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Kanazawa University identify cells causing breast cancer recurrence as a treatment-resistant cancer stem cell subpopulation — Confirm that cardiac glycoside administration causes cancer cell death


A research group including Professor Noriko Goto (Cancer Research Institute, Kanazawa University), Professor Koji Okamoto (Advanced Comprehensive Research Organization, Teikyo University), and Associate Professor Masahiko Tanabe (Graduate School of Medicine, The University of Tokyo), in collaboration with Kyoto University, Tokyo Medical and Dental University, and the Kanagawa Cancer Center, announced their identification of the cells that cause breast cancer recurrence. They successfully identified and extracted the subpopulation of cancer stem cells that are resistant to anticancer drugs. They also confirmed that the extracted cells were killed by treatment with cardiac glycosides. The discovery is expected to lead to the development of treatments for preventing breast cancer recurrence. The study results were published in the November 15 issue of Journal of Clinical Investigation, an international academic journal.

Residual cancer cells after preoperative systemic treatment are an ancestral cancer stem cell population with high levels of NRP1 and FXYD3 expression.
Provided by Kanazawa University

Breast cancer is the most common type of cancer among women worldwide, with the latest statistics showing that 1 in every 9 Japanese women has the disease. It is also the second most common cause of cancer-related death in women. Although advances in diagnostic technology and molecularly targeted drugs have improved the cure rate of breast cancer patients, the disease is still susceptible to metastasis and recurrence.

Breast cancer is divided into several subtypes. Molecular therapy drugs have been developed for the cancer subtypes that are positive for female hormone receptors (estrogen and progesterone receptors) or the cell surface receptor HER2, and good treatment results are expected. However, there are no effective molecularly targeted drugs for the triple-negative breast cancer subtype in which all of these three receptors are negative.

Although preoperative systemic therapy using anticancer drugs or molecularly targeted drugs (neoadjuvant chemotherapy (NAC)) is considered the standard for triple-negative breast cancer, recurrence and metastasis are known to be twice as likely in patients with an NAC resistance prognosis, depending on the disease severity.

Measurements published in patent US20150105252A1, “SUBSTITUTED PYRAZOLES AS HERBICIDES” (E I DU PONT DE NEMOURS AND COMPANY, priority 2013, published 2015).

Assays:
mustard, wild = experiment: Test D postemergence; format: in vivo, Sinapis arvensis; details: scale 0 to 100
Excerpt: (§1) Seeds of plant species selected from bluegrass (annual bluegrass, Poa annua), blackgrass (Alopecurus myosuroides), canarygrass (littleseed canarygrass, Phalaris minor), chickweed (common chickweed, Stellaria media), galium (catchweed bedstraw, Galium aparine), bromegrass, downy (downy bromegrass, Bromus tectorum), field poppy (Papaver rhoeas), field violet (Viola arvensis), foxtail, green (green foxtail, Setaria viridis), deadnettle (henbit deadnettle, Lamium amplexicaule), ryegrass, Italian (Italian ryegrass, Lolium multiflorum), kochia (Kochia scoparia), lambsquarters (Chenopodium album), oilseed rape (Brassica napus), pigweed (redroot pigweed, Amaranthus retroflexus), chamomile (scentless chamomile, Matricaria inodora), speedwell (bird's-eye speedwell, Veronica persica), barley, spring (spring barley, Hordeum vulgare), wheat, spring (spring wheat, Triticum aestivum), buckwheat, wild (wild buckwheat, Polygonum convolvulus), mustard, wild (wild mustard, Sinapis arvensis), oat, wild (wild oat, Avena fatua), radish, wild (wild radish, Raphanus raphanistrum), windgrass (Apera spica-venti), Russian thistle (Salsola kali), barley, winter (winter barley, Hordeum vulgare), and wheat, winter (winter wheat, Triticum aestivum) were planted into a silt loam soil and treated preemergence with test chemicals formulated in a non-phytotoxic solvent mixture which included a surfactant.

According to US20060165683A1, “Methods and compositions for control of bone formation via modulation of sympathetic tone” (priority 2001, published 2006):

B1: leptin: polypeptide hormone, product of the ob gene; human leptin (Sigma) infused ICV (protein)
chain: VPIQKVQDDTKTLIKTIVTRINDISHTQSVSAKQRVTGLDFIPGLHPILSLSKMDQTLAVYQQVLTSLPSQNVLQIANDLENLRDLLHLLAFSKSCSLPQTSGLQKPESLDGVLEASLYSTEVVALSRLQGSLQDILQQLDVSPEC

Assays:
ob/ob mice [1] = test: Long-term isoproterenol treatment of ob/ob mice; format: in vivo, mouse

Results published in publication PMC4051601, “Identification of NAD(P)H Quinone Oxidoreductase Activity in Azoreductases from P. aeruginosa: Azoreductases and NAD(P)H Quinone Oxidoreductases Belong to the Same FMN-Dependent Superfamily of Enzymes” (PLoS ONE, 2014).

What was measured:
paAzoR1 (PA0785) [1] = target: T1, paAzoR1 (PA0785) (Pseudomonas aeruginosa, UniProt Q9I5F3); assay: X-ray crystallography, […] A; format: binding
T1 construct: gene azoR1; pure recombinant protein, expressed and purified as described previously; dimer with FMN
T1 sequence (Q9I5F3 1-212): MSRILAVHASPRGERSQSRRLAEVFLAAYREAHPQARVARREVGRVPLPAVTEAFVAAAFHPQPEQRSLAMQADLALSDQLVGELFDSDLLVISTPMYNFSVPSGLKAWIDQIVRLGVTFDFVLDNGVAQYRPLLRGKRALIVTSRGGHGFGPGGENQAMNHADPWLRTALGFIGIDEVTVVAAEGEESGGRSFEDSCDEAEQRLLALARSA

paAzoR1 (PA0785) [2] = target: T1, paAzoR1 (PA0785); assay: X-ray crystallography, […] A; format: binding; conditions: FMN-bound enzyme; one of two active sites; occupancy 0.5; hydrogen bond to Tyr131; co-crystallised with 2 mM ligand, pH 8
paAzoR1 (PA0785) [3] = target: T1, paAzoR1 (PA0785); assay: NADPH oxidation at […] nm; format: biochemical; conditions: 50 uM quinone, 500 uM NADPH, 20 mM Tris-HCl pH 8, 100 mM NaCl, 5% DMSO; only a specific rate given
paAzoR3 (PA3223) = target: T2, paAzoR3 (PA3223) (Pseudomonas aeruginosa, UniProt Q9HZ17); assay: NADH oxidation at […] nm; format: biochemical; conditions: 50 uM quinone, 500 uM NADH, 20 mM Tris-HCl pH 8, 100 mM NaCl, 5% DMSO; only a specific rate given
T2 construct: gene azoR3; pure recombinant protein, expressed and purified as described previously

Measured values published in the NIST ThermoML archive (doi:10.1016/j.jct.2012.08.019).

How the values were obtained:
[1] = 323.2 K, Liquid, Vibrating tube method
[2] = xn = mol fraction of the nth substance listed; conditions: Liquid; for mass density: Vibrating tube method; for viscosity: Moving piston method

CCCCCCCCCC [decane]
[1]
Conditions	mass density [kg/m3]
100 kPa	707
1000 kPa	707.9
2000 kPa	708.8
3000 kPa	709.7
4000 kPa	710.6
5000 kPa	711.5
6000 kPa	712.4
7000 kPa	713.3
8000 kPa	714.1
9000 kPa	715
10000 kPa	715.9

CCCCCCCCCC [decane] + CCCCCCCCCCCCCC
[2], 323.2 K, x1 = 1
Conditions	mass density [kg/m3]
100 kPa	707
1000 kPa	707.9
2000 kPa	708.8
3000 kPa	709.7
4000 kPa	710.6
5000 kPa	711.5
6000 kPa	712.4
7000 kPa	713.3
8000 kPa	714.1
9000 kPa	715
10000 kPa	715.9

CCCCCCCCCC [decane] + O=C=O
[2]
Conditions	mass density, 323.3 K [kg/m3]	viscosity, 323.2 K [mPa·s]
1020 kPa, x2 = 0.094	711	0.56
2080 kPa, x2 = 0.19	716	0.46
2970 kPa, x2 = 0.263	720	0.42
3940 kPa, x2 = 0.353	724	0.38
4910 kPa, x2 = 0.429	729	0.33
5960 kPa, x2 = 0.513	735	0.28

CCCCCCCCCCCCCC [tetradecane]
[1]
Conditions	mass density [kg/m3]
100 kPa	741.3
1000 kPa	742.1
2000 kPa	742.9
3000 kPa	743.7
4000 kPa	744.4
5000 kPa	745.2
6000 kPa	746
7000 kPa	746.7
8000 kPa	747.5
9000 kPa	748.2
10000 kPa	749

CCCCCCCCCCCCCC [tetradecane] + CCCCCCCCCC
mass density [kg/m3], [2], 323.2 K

The research group hypothesized that the most treatment-resistant cell subpopulation (Drug tolerant persisters (DTPs)) hidden behind the cancer stem cell population after NAC is the cause of post-treatment recurrence and metastasis.

Previously, the research group had reported that cancer stem cells can be concentrated using the cell membrane proteins neuropilin-1 (NRP1) and insulin-like growth factor 1 receptor (IGF1R). Cancer tissue was obtained from patients with treated triple-negative breast cancer, and the stem cells were concentrated using the same method with NRP1 and IGF1R antibodies. The genes expressed in each cell were comprehensively analyzed using single-cell RNA sequencing.

These cancer stem cell populations were then classified into five clusters. In particular, the cancer stem cells in clusters 1 and 2 showed properties very similar to those of mammary gland progenitor cells, which are speculated to generate triple-negative breast cancer. These stem cells were found to be the most resistant to various anticancer drugs.

These stem cells were named "ancestor-like cancer stem cells," and further analysis revealed that they strongly expressed FXYD domain-containing ion transport regulator 3 (FXYD3) on the cell membrane and could be isolated using the same antibody. FXYD3 protects the sodium-potassium (Na+-K+) pump from active oxygen. The Na+-K+ pump, which is located on the cell membrane, pumps Na ions out of the cell and moves K ions into the cell.

When cardiac glycosides (Na+-K+ pump inhibitors used to treat heart failure) were administered to the ancestral cancer cells, the research group found that the cells became less resistant to treatment and could be killed by anticancer drugs. They also confirmed that FXYD3 is strongly expressed in NAC-resistant breast cancer cells.

When breast cancer cells were transplanted into mice and treated with the NAC-mimicking drugs paclitaxel (an anticancer drug) and ouabain (a cardiac glycoside), tumor formation was significantly suppressed over time, indicating that FXYD3-positive ancestral cancer cells had disappeared.

The combination of anticancer drugs with a cardiac glycoside/FXYD3-targeting drug may change NAC resistance into NAC sensitivity. When such strategy is put to practical use, it may suppress cancer recurrence and metastasis and improve the prognosis of patients.

This article has been translated by JST with permission from The Science News Ltd. ( Unauthorized reproduction of the article and photographs is prohibited.

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